A warning has been issued against removing baby deer from the wild after “incorrectly assuming they’ve been abandoned”.
The Scottish SPCA has advised that removing fawns from the wild is “effectively a death sentence” for them as well as their mothers.
Female deer will leave their young from an early age in long grass or under bushes to protect them from predators while they forage for food.
As they are a prey animal, the fawn’s instinct is to lie as still as possible so as not to attract predators, leading to members of the public mistakenly thinking they are sick, injured or abandoned.
The warning comes after a baby deer died at the charity’s National Wildlife Rescue Centre last month.
A member of the public had taken the fawn home for a few days and tried to feed it after its mother died on a road.
It was then brought to the centre, where it died due to aspiration pneumonia – it had been fed unsuitable milk and food, and the milk entered its lungs.
“We are still seeing a number of fawns which have arrived at the centre where they have been removed from the wild for no reason,” assistant manager of the centre, April Dodds said.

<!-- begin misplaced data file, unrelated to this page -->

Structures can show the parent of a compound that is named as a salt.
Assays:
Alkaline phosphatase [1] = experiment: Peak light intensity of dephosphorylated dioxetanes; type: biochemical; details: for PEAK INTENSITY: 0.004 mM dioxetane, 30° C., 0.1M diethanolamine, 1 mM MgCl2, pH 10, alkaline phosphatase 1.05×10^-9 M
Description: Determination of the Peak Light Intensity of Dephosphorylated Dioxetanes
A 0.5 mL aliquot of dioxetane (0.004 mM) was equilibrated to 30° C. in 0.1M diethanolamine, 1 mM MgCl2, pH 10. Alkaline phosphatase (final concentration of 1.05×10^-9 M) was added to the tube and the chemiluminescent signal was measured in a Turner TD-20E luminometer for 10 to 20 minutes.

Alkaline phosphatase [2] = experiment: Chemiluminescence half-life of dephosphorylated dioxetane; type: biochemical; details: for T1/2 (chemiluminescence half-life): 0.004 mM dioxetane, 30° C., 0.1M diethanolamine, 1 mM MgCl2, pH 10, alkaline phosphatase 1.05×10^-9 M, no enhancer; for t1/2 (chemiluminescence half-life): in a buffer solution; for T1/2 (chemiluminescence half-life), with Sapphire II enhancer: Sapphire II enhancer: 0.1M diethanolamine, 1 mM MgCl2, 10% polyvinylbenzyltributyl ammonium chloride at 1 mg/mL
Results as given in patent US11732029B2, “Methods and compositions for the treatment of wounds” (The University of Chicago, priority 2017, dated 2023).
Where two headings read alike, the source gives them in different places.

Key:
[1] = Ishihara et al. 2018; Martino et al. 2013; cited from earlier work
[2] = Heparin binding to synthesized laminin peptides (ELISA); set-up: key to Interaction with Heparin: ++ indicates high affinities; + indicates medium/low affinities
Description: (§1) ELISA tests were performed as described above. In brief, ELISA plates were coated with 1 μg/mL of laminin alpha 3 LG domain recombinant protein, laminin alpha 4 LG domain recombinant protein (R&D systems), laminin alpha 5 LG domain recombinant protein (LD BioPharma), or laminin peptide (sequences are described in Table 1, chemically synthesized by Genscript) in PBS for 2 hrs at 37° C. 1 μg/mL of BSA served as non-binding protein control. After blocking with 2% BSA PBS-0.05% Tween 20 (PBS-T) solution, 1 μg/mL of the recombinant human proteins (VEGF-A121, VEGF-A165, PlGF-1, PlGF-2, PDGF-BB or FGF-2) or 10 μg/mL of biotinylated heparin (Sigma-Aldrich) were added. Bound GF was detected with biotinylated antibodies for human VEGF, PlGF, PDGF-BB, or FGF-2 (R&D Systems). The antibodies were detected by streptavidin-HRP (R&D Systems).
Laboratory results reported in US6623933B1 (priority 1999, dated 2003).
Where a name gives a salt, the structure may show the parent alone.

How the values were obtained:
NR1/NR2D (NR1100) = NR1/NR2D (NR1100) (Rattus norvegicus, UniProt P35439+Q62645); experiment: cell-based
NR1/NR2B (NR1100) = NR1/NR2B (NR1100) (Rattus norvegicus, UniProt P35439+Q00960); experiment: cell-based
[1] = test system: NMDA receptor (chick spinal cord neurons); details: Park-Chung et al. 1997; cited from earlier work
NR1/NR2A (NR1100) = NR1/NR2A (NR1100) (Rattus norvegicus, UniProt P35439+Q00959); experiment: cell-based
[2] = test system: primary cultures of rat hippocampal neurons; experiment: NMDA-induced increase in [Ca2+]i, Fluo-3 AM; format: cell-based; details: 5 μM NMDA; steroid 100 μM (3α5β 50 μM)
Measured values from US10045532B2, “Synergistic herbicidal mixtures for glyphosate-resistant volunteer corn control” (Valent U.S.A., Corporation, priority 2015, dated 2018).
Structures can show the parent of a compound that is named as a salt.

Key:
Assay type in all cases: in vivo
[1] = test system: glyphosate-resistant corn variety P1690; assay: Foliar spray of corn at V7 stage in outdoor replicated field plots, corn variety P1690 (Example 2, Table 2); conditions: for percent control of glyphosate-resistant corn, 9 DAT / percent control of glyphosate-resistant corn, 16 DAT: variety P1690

“Removing fawns from their natural habitat can only do harm if they are an otherwise healthy animal with a mother.
“The public may think this is not a serious issue as the animals can be cared for by the Scottish SPCA but fawns are possibly the most complex and challenging animal we deal with at the National Wildlife Rescue Centre.
“In many cases removing that young animal from the wild is effectively a death sentence.”
“These are wild animals, not domesticated pets who are used to human interaction, so trying to pet or comfort them only causes more stress,” Ms Dodds added.
She continued: “Just this week, a member of the public picked up a healthy fawn and took them home.
“When we asked them to reveal their location they refused and claimed that, as they had read advice online, they knew how to look after the animal.
“We know the fawn was outside with the family dog and the close proximity of an animal like a dog, which a deer would perceive as a predator, would undoubtedly cause yet more stress to the animal.”
The Scottish SPCA recommends monitoring an “abandoned” fawn from a distance for a few hours and contacting the charity’s helpline if no mother returns to feed the baby.
It also recommends calling if a fawn is visibly injured, in immediate danger, or their mother is dead nearby.
The Scottish SPCA can be called at 03000 999 999 for advice and guidance regarding the protection and safety of vulnerable animals.